Employment and Training Administration
Washington, D. C. 20210






June 10, 1997















Unemployment Insurance Service




Disclosure of Confidential Unemployment Compensation Information

  1. Purpose. To advise States of the Department of Labor's (Department) interpretation of Federal law regarding the basic confidentiality and disclosure requirements for the Federal-State unemployment compensation (UC) program and to announce that the Department is planning to move ahead with development of a rule.

  2. References. Sections 303(a)(1) and 303(a)(8) of the Social Security Act (SSA); Income and Eligibility Verification System (IEVS) regulations at 20 CFR Part 603; Unemployment Insurance Program Letter (UIPL) No. 52-80 dated September 9, 1980 (disclosure to food stamp agencies and to child support enforcement agencies); UIPL No. 12-87 dated March 11, 1987 (disclosure to agencies participating in a State IEVS); UIPL No. 11-89 dated January 5, 1989 (disclosure to the Department of Housing and Urban Development and to representatives of a public housing agency; this disclosure provision expired on October 1, 1994); UIPL No. 23-96 dated May 31, 1996 (disclosure to private entities); UIPL No. 37-96 dated September 25, 1996 (disclosure to child support enforcement agencies and redisclosure to an agent, and disclosure to the Secretary of Health and Human Services for purposes of the National Directory of New Hires operated by the Federal Parent Locator Service).

  3. Background. For a number of years, State UC agencies have been seeking guidance, particularly in the areas of payment of costs and safeguarding information, requests to use this data for non-UC purposes. Accordingly, the Department issued a Notice of Proposed Rulemaking (NPRM) in the Federal Register (57 FR 10064) on March 23, 1992, on the confidentiality and disclosure of State records compiled or maintained for the purposes of the Federal-State UC program. Just over 100 responses were received from various interested parties. As an interim step, until the rule is published, the Department is issuing this UIPL.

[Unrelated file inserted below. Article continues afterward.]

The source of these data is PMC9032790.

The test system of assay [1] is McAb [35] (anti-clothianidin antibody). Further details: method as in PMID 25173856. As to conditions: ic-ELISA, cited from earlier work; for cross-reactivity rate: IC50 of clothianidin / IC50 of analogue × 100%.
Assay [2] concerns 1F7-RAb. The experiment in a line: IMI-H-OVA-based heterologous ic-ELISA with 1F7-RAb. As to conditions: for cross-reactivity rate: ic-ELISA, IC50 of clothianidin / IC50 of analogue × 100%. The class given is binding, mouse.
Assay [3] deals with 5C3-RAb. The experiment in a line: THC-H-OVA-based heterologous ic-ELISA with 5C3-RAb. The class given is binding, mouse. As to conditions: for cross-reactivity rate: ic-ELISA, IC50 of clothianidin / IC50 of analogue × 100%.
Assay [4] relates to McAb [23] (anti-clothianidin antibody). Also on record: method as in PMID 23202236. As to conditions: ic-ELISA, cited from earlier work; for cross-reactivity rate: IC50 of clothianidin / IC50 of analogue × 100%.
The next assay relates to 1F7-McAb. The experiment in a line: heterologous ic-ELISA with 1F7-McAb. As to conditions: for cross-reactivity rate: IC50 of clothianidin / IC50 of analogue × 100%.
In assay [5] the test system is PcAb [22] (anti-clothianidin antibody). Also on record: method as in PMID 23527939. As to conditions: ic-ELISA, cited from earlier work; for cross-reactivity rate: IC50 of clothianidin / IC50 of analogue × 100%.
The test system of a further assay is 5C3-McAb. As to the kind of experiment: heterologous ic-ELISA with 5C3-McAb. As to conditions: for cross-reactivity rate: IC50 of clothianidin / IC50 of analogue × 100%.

4. Rulemaking. The Department will seek to place in regulations all of the requirements of statutory provisions relating to the confidentiality and disclosure of State records compiled or maintained for the purposes of the Federal-State UC program. The aim of the rule will be to prescribe comprehensive requirements for protecting the confidentiality of State records collected for the purposes of the Federal-State UC program, define the limits on the rule of confidentiality, set forth the statutorily required and permitted exceptions to the rule of confidentiality, prescribe the conditions under which the required and permitted disclosures shall or may be made, and set forth the processes through which the Secretary of Labor determines whether the State law fails to conform or the State or State agency fails to comply substantially with Federal requirements. Among the various issues to be discussed in the rule will be disclosure to governmental entities and "quasi" governmental entities and redisclosure to private entities acting as agents for governmental entities, as well as issues raised by the previous NPRM.

  5. Interpretation. Until a rule is issued, this UIPL, the UIPLs cited above in section 2, References, other UIPLs subsequently issued and 20 CFR Part 603 are the Department's interpretation of Federal law with respect to confidentiality and disclosure.

    The basic confidentiality requirement for the Federal-State UC program has its origin in the beginning of the program and is derived from Sections 303(a)(1) and 303(a)(8), SSA.

    Section 303(a)(1), SSA, requires, as a condition for a State to receive administrative grants, that the State law provide for:

      [s]uch methods of administration . . . as are found by the Secretary of Labor to be reasonably calculated to insure full payment of unemployment compensation when due.

    Section 303(a)(8), SSA, requires, as a condition for a State to receive administrative grants, that the State law provide for:

      the expenditure of all moneys received . . . solely for the purposes and in the amounts found necessary by the Secretary of Labor for the proper and efficient administration of such State law . . . .